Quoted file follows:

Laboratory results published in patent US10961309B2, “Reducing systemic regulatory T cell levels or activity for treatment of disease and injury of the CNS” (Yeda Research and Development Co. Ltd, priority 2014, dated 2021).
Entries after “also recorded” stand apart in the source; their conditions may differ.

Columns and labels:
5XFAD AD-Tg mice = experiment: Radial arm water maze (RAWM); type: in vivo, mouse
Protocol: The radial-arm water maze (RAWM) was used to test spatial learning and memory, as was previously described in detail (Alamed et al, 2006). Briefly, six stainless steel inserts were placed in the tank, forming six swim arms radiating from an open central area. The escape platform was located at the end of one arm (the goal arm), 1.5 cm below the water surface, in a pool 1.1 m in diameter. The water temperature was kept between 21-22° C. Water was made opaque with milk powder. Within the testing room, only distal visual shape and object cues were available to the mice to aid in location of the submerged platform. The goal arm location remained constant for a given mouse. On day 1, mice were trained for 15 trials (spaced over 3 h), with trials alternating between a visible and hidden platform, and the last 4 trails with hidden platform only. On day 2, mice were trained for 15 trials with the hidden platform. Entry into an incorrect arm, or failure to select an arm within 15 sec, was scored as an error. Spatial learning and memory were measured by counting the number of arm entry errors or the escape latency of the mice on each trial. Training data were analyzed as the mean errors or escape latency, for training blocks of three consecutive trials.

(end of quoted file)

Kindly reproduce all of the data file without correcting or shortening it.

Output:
Laboratory results published in patent US10961309B2, “Reducing systemic regulatory T cell levels or activity for treatment of disease and injury of the CNS” (Yeda Research and Development Co. Ltd, priority 2014, dated 2021).
Entries after “also recorded” stand apart in the source; their conditions may differ.

Columns and labels:
5XFAD AD-Tg mice = experiment: Radial arm water maze (RAWM); type: in vivo, mouse
Protocol: The radial-arm water maze (RAWM) was used to test spatial learning and memory, as was previously described in detail (Alamed et al, 2006). Briefly, six stainless steel inserts were placed in the tank, forming six swim arms radiating from an open central area. The escape platform was located at the end of one arm (the goal arm), 1.5 cm below the water surface, in a pool 1.1 m in diameter. The water temperature was kept between 21-22° C. Water was made opaque with milk powder. Within the testing room, only distal visual shape and object cues were available to the mice to aid in location of the submerged platform. The goal arm location remained constant for a given mouse. On day 1, mice were trained for 15 trials (spaced over 3 h), with trials alternating between a visible and hidden platform, and the last 4 trails with hidden platform only. On day 2, mice were trained for 15 trials with the hidden platform. Entry into an incorrect arm, or failure to select an arm within 15 sec, was scored as an error. Spatial learning and memory were measured by counting the number of arm entry errors or the escape latency of the mice on each trial. Training data were analyzed as the mean errors or escape latency, for training blocks of three consecutive trials.